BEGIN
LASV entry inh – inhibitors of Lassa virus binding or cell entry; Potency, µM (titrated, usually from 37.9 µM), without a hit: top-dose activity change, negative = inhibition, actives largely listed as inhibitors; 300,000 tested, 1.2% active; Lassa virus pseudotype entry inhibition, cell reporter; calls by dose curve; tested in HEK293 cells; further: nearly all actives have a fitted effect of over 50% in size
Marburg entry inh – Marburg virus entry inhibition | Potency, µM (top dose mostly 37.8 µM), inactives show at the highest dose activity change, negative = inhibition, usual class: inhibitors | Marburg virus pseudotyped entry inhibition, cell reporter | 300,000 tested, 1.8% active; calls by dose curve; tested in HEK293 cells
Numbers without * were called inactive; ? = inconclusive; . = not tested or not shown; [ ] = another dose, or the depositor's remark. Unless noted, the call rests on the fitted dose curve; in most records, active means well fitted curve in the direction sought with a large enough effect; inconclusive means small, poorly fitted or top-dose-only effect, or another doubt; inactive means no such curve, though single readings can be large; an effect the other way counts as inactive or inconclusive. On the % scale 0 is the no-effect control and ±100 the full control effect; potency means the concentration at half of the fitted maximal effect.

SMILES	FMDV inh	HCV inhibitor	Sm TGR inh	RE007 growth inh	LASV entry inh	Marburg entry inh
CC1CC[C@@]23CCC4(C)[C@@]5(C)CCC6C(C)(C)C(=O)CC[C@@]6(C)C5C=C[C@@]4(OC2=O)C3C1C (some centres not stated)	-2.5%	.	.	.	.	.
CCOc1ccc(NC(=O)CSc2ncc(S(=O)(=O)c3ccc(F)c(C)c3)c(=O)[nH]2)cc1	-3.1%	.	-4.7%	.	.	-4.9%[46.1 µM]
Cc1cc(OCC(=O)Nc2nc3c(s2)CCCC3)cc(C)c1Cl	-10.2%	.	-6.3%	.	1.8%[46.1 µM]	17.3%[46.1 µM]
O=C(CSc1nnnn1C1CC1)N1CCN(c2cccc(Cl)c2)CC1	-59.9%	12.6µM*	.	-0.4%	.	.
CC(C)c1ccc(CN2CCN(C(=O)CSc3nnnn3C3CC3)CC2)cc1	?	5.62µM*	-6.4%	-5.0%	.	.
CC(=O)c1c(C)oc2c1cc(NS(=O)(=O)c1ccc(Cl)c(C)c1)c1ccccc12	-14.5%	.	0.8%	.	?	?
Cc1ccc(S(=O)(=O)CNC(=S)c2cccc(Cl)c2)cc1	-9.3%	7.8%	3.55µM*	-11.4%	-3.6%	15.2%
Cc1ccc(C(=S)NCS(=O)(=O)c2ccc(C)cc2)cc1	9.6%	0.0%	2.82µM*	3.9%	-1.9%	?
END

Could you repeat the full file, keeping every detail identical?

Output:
LASV entry inh – inhibitors of Lassa virus binding or cell entry; Potency, µM (titrated, usually from 37.9 µM), without a hit: top-dose activity change, negative = inhibition, actives largely listed as inhibitors; 300,000 tested, 1.2% active; Lassa virus pseudotype entry inhibition, cell reporter; calls by dose curve; tested in HEK293 cells; further: nearly all actives have a fitted effect of over 50% in size
Marburg entry inh – Marburg virus entry inhibition | Potency, µM (top dose mostly 37.8 µM), inactives show at the highest dose activity change, negative = inhibition, usual class: inhibitors | Marburg virus pseudotyped entry inhibition, cell reporter | 300,000 tested, 1.8% active; calls by dose curve; tested in HEK293 cells
Numbers without * were called inactive; ? = inconclusive; . = not tested or not shown; [ ] = another dose, or the depositor's remark. Unless noted, the call rests on the fitted dose curve; in most records, active means well fitted curve in the direction sought with a large enough effect; inconclusive means small, poorly fitted or top-dose-only effect, or another doubt; inactive means no such curve, though single readings can be large; an effect the other way counts as inactive or inconclusive. On the % scale 0 is the no-effect control and ±100 the full control effect; potency means the concentration at half of the fitted maximal effect.

SMILES	FMDV inh	HCV inhibitor	Sm TGR inh	RE007 growth inh	LASV entry inh	Marburg entry inh
CC1CC[C@@]23CCC4(C)[C@@]5(C)CCC6C(C)(C)C(=O)CC[C@@]6(C)C5C=C[C@@]4(OC2=O)C3C1C (some centres not stated)	-2.5%	.	.	.	.	.
CCOc1ccc(NC(=O)CSc2ncc(S(=O)(=O)c3ccc(F)c(C)c3)c(=O)[nH]2)cc1	-3.1%	.	-4.7%	.	.	-4.9%[46.1 µM]
Cc1cc(OCC(=O)Nc2nc3c(s2)CCCC3)cc(C)c1Cl	-10.2%	.	-6.3%	.	1.8%[46.1 µM]	17.3%[46.1 µM]
O=C(CSc1nnnn1C1CC1)N1CCN(c2cccc(Cl)c2)CC1	-59.9%	12.6µM*	.	-0.4%	.	.
CC(C)c1ccc(CN2CCN(C(=O)CSc3nnnn3C3CC3)CC2)cc1	?	5.62µM*	-6.4%	-5.0%	.	.
CC(=O)c1c(C)oc2c1cc(NS(=O)(=O)c1ccc(Cl)c(C)c1)c1ccccc12	-14.5%	.	0.8%	.	?	?
Cc1ccc(S(=O)(=O)CNC(=S)c2cccc(Cl)c2)cc1	-9.3%	7.8%	3.55µM*	-11.4%	-3.6%	15.2%
Cc1ccc(C(=S)NCS(=O)(=O)c2ccc(C)cc2)cc1	9.6%	0.0%	2.82µM*	3.9%	-1.9%	?